Cambridge University Press’s policy on author self-archiving, known as Green OA, applies to all articles published in JCL via the standard route. In short, permissions for author self-archiving under this policy are as follows:
|Personal Webpage||Departmental / Institutional Repository||Non-Commercial Subject Repository||Commercial Repository / Scholarly Collaboration Networks|
(e.g. ResearchGare, Academia,edu)
|Submitted Manuscript Under Review||At any time||At any time||At any time||At any time|
|Accepted Manuscript||On acceptance||On acceptance||On acceptance||Abstract only|
|Version of Record||Abstract only plus link to Cambridge site||Abstract only plus link to Cambridge site||Abstract only plus link to Cambridge site||Abstract only plus link to Cambridge site|
This policy is compliant with all known funding mandates and applies no embargo period to the non-commercial posting of the Accepted Manuscript. Under this policy Cambridge remains a SHERPA/RoMEO ‘Green’ Open Access publisher. The policy simultaneously acts to protect the exclusivity of the final Version of Record by prohibiting the posting of this version. By securing the Version of Record, we secure the value of a journal subscription and thus the revenue source on which the ‘Green’ model of Open Access relies.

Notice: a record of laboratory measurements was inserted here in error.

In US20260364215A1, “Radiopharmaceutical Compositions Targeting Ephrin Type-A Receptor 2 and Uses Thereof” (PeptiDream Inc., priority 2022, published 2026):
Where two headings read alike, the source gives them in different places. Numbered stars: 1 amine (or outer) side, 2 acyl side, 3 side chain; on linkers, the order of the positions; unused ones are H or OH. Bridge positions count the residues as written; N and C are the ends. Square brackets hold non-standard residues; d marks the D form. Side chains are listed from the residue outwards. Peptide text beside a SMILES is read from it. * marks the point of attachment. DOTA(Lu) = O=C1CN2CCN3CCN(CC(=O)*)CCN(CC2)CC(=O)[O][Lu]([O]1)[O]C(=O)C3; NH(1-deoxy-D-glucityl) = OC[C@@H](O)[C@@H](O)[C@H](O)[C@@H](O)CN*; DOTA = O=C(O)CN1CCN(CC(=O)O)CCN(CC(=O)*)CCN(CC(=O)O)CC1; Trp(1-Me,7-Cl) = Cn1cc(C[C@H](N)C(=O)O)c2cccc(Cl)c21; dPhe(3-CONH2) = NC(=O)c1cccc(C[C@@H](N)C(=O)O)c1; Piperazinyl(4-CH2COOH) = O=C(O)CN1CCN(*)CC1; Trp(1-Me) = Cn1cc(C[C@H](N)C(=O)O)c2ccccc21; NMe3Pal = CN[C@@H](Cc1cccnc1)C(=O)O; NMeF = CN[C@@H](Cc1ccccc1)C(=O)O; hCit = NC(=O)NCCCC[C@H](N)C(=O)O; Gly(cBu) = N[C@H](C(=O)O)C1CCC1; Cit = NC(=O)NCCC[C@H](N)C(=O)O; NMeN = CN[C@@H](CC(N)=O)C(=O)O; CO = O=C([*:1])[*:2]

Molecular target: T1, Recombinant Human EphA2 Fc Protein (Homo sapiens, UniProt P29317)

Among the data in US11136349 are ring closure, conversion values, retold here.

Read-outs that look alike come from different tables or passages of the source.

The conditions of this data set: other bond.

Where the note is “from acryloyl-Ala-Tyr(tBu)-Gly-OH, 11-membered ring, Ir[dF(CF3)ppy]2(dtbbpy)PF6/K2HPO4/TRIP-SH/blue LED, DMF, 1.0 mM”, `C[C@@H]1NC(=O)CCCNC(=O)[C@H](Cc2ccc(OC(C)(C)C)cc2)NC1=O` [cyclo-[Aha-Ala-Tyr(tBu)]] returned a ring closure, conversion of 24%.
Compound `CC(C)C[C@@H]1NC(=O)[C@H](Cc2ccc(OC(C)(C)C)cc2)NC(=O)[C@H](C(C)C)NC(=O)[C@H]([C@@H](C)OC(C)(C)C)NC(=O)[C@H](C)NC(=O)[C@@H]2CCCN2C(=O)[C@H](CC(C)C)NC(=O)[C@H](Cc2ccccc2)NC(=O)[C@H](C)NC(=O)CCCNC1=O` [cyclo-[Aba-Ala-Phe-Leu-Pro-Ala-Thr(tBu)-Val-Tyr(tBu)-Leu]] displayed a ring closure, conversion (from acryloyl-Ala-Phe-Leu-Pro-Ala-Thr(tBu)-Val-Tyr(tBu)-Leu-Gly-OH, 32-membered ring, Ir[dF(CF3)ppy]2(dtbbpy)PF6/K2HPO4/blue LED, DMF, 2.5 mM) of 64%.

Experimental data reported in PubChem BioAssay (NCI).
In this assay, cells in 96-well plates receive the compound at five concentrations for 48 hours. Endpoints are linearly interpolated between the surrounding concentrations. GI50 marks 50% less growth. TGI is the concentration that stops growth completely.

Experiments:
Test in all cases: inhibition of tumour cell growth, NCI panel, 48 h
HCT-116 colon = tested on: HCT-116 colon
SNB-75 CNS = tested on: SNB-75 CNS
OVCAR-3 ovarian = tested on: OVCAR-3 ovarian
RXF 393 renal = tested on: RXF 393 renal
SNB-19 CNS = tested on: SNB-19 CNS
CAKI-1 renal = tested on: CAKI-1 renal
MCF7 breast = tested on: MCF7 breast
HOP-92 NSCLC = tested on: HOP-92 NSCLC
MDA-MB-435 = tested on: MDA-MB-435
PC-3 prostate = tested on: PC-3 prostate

This journal is registered with the Copyright Clearance Center, 222 Rosewood Drive, Danvers, MA 01923, USA. Organisations in the USA who are also registered with C.C.C. may therefore copy material (beyond the limits permitted by sections 107 and 108 of US copyright law) subject to payment to C.C.C. of the per-copy fee of $16.00. This consent does not extend to multiple copying for promotional or commercial purposes.
Code 0305-0009/2017 $16.00. Organizations authorised by the Copyright Licensing Agency may also copy material subject to the usual conditions.